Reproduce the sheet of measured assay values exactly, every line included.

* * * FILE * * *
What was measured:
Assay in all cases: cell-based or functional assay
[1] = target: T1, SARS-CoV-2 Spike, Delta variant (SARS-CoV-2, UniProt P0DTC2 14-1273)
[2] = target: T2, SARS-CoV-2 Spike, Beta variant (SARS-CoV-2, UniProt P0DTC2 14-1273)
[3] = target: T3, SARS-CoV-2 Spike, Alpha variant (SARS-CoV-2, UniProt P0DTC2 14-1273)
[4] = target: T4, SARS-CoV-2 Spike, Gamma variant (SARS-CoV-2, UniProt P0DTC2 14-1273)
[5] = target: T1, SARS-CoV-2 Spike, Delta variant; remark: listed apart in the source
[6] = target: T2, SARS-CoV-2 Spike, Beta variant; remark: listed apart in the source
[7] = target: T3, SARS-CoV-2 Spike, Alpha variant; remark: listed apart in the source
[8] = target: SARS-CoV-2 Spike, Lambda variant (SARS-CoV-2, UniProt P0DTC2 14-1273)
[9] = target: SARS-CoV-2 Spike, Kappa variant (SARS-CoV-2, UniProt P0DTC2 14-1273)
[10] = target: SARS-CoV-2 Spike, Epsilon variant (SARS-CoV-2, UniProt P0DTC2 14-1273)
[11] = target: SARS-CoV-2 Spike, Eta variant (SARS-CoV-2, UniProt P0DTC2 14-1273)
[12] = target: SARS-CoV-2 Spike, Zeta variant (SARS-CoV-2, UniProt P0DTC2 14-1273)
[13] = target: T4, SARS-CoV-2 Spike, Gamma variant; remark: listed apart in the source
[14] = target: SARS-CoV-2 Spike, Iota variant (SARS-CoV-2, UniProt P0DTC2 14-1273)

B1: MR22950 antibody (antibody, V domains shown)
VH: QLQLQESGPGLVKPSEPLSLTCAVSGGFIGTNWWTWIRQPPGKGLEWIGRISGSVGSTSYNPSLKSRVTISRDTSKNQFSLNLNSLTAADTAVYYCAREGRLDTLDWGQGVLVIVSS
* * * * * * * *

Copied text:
What was measured:
Assay in all cases: cell-based or functional assay
[1] = target: T1, SARS-CoV-2 Spike, Delta variant (SARS-CoV-2, UniProt P0DTC2 14-1273)
[2] = target: T2, SARS-CoV-2 Spike, Beta variant (SARS-CoV-2, UniProt P0DTC2 14-1273)
[3] = target: T3, SARS-CoV-2 Spike, Alpha variant (SARS-CoV-2, UniProt P0DTC2 14-1273)
[4] = target: T4, SARS-CoV-2 Spike, Gamma variant (SARS-CoV-2, UniProt P0DTC2 14-1273)
[5] = target: T1, SARS-CoV-2 Spike, Delta variant; remark: listed apart in the source
[6] = target: T2, SARS-CoV-2 Spike, Beta variant; remark: listed apart in the source
[7] = target: T3, SARS-CoV-2 Spike, Alpha variant; remark: listed apart in the source
[8] = target: SARS-CoV-2 Spike, Lambda variant (SARS-CoV-2, UniProt P0DTC2 14-1273)
[9] = target: SARS-CoV-2 Spike, Kappa variant (SARS-CoV-2, UniProt P0DTC2 14-1273)
[10] = target: SARS-CoV-2 Spike, Epsilon variant (SARS-CoV-2, UniProt P0DTC2 14-1273)
[11] = target: SARS-CoV-2 Spike, Eta variant (SARS-CoV-2, UniProt P0DTC2 14-1273)
[12] = target: SARS-CoV-2 Spike, Zeta variant (SARS-CoV-2, UniProt P0DTC2 14-1273)
[13] = target: T4, SARS-CoV-2 Spike, Gamma variant; remark: listed apart in the source
[14] = target: SARS-CoV-2 Spike, Iota variant (SARS-CoV-2, UniProt P0DTC2 14-1273)

B1: MR22950 antibody (antibody, V domains shown)
VH: QLQLQESGPGLVKPSEPLSLTCAVSGGFIGTNWWTWIRQPPGKGLEWIGRISGSVGSTSYNPSLKSRVTISRDTSKNQFSLNLNSLTAADTAVYYCAREGRLDTLDWGQGVLVIVSS